8 of 8 people found the following review helpful By Blaine Greenfield on March 17, 2002
Format: Paperback Verified Purchase
You don't have to be a basketball fan to love HOW TO BE LIKE
MIKE: LIFE LESSONS ABOUT BASKETBALL'S BEST by Pat
Williams with Michael Weinreb . . . it is an inspiring book, relevant
to just about anybody . . . parents as well as their children will
enjoy it; so will employers and their employees.
Williams, one of the country's top motivational speakers and senior
vice president of the Orlando Magic, conducted over 1,500 interviews
with those who know Michael Jordan best . . . he then boiled down
what they said into the habits that are needed to succeed . . . these
include such things as focus, passion, perseverance, teamwork,
and leadership.
I particularly liked the many examples taken from the lives of
Jordan, the author and many other unique people . . . in addition,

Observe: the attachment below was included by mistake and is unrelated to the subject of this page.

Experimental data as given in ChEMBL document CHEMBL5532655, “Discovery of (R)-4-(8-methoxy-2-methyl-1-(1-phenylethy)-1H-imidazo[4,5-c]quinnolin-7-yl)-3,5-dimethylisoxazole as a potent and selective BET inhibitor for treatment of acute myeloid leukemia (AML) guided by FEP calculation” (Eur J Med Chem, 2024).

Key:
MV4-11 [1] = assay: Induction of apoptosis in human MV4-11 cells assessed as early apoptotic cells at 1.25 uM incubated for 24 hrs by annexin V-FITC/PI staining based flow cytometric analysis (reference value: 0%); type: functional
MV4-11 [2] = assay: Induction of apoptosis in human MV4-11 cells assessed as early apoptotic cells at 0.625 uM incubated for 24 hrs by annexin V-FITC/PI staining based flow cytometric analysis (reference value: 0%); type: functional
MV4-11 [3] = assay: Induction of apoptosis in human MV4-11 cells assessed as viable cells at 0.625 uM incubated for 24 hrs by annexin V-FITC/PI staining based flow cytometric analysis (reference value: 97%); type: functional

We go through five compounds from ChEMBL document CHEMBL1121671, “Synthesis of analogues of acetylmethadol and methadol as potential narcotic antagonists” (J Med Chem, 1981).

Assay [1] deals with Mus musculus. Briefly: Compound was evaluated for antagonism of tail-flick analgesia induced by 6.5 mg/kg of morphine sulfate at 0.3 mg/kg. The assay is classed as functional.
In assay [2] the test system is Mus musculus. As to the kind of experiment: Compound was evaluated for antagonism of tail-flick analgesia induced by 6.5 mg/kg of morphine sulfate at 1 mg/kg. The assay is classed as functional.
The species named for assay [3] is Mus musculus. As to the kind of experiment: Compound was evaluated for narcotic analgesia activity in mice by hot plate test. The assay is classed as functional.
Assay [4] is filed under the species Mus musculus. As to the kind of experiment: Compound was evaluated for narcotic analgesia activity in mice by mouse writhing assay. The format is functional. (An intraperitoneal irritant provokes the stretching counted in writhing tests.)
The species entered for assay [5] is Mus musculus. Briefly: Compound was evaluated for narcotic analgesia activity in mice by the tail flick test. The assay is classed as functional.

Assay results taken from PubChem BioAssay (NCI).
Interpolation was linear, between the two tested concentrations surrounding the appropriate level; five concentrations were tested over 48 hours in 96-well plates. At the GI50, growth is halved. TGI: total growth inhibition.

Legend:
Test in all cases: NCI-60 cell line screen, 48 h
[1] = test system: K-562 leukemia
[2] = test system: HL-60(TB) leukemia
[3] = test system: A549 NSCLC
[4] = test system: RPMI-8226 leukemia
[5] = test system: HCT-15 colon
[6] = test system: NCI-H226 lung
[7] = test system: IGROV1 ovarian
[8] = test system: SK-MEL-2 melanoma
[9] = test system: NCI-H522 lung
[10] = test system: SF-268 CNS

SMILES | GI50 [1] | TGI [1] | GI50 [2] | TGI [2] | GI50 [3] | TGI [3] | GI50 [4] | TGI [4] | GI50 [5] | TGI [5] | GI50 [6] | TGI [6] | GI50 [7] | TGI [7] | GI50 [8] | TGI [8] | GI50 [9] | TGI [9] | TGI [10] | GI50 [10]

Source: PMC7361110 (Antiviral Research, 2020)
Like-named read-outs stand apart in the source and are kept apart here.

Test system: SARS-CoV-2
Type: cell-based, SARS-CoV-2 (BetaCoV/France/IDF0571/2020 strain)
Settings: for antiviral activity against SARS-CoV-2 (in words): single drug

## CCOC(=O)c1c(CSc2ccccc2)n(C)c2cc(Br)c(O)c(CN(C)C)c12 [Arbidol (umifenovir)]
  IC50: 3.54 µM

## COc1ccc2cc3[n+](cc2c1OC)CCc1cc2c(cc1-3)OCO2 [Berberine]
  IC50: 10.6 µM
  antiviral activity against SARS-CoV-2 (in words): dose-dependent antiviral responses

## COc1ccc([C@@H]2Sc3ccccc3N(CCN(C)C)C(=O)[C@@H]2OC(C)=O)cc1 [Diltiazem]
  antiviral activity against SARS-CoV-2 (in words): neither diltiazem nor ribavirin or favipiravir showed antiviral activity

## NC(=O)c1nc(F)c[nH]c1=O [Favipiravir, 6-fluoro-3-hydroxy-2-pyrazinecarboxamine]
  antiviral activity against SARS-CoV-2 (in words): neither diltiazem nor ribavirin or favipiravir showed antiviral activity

there were thought-provoking quotes sprinkled throughout the
book.
There were so many memorable passages that it is difficult
to choose just a few to highlight here . . . but among them
were the following:
[on how Williams is perceived]
I am known to those around me as a rather enthusiastic
person--a notion that most probably consider a vast understatement.
Throughout the course of my career in the front office in both
minor-league baseball and the NBA, my energy has led me to some
rather odd precipes. Wrestling bears, for instance. Or overseeing
the most disappointing trained pig act in the history of Philadelphia's
sports. Or donning a sweaty mascot's suit. All for the sake of
entertainment.
Some might call me crazy. I call it a surplus of joy. And I just
happen to believe you should have enough of a surplus to fill a
Wall-Mart.
Read more ›
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5 of 5 people found the following review helpful A Kid's Review on March 14, 2002